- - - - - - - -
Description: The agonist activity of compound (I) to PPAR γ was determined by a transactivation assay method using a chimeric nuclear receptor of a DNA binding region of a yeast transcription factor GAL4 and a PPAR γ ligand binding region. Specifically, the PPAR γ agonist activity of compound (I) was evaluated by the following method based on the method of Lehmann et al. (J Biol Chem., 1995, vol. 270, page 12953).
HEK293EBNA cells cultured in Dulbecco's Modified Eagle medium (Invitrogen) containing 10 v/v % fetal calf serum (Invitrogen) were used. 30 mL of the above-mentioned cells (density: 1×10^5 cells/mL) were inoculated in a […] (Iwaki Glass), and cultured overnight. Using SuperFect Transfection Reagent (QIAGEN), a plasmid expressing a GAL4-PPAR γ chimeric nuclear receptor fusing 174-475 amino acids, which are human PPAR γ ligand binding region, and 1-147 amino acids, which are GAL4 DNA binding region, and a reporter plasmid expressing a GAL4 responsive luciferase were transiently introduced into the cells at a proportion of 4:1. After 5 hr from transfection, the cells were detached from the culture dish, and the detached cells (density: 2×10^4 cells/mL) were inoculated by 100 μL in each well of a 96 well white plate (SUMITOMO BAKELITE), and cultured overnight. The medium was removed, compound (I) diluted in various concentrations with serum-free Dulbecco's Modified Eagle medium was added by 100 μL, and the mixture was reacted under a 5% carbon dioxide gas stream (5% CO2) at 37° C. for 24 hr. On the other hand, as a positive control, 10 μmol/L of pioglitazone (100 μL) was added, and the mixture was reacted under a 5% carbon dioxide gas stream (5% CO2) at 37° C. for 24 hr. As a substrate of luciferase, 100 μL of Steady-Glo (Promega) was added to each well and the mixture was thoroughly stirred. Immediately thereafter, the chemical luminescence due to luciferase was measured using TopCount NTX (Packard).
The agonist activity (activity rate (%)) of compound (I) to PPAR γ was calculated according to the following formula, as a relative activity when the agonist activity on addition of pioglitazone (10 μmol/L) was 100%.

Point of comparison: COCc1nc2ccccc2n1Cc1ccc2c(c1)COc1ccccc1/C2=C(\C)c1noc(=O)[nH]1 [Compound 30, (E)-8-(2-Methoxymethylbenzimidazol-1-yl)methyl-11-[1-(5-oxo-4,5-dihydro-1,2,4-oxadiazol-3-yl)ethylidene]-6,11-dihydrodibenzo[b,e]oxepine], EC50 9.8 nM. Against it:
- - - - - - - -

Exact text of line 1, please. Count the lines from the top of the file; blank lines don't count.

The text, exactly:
Description: The agonist activity of compound (I) to PPAR γ was determined by a transactivation assay method using a chimeric nuclear receptor of a DNA binding region of a yeast transcription factor GAL4 and a PPAR γ ligand binding region. Specifically, the PPAR γ agonist activity of compound (I) was evaluated by the following method based on the method of Lehmann et al. (J Biol Chem., 1995, vol. 270, page 12953).